Ontogeny of the Acoustic Startle Response and Sensitization to Background Noise in the Rat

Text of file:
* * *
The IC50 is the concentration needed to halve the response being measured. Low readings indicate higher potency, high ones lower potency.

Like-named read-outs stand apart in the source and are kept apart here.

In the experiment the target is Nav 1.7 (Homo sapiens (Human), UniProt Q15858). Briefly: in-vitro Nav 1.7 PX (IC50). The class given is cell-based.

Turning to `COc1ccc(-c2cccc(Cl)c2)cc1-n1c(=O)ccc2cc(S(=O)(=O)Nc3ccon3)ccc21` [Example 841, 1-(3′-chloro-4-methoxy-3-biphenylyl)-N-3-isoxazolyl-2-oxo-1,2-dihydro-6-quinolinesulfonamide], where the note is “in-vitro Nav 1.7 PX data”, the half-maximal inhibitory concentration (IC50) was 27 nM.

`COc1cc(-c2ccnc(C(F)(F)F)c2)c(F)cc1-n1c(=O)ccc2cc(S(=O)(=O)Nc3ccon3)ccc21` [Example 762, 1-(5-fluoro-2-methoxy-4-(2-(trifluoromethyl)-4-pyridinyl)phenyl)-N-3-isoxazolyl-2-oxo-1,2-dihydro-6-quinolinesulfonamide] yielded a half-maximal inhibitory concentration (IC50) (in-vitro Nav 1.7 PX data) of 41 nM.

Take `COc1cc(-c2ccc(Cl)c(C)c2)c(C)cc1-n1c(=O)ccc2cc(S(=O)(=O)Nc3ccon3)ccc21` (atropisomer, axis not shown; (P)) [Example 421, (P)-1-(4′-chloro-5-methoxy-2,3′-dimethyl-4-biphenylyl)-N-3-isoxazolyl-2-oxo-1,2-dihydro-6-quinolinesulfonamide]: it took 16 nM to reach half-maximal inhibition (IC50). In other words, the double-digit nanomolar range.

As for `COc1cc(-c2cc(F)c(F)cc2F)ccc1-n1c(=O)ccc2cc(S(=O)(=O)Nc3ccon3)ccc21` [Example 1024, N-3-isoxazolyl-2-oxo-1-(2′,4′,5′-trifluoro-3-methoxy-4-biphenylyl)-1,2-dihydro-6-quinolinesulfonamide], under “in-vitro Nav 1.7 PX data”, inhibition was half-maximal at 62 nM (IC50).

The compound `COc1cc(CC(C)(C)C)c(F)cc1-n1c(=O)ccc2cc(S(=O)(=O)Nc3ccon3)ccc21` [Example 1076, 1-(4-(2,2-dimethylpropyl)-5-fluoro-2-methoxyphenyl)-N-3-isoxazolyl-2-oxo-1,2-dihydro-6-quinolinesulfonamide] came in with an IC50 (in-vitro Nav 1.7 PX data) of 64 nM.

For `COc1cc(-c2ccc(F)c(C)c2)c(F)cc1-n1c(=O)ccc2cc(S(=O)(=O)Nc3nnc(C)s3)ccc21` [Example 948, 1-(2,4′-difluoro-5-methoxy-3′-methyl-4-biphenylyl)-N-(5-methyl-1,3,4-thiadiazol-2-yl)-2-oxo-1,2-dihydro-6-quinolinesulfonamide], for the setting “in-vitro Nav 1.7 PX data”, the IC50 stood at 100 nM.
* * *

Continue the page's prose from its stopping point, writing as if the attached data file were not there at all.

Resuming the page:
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The purpose of this study was to characterize the ontogeny of the acoustic startle response (ASR) and response sensitization to background noise in preweanling rats. Animals were tested daily from 11 to 21 days of age using one of four sets of background white noise levels [45–80 dB(A)]. With constant low-level (45 dB, SPL) background noise, response latency decreased steadily with age, whereas both response incidence and amplitude increased nonmonotonically with age. Two approaches were used to examine the ontogeny of sensitization to background noise: The first compared the ASR of animals tested at 75 dB background noise with ones tested at 45 dB; the second compared the ASR of animals tested at three background levels (30 dB range) within the test session. Sensitization was not evident before 15–16 days of age. By comparing these results with the results from naive animals, it was found that daily test experience does not alter ASR amplitude, latency, incidence, or the development of sensitization.

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